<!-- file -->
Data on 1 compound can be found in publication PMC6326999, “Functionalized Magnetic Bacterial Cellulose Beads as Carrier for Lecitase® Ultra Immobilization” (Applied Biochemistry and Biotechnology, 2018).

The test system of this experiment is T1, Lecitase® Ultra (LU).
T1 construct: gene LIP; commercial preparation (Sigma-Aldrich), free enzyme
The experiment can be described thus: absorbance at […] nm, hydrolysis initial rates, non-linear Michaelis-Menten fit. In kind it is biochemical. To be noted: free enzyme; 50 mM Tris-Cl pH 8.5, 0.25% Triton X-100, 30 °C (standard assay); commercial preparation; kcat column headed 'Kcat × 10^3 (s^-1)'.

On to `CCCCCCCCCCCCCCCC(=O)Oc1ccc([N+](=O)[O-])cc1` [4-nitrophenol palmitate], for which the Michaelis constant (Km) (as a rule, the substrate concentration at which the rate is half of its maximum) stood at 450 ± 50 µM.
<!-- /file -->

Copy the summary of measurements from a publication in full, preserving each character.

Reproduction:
Data on 1 compound can be found in publication PMC6326999, “Functionalized Magnetic Bacterial Cellulose Beads as Carrier for Lecitase® Ultra Immobilization” (Applied Biochemistry and Biotechnology, 2018).

The test system of this experiment is T1, Lecitase® Ultra (LU).
T1 construct: gene LIP; commercial preparation (Sigma-Aldrich), free enzyme
The experiment can be described thus: absorbance at […] nm, hydrolysis initial rates, non-linear Michaelis-Menten fit. In kind it is biochemical. To be noted: free enzyme; 50 mM Tris-Cl pH 8.5, 0.25% Triton X-100, 30 °C (standard assay); commercial preparation; kcat column headed 'Kcat × 10^3 (s^-1)'.

On to `CCCCCCCCCCCCCCCC(=O)Oc1ccc([N+](=O)[O-])cc1` [4-nitrophenol palmitate], for which the Michaelis constant (Km) (as a rule, the substrate concentration at which the rate is half of its maximum) stood at 450 ± 50 µM.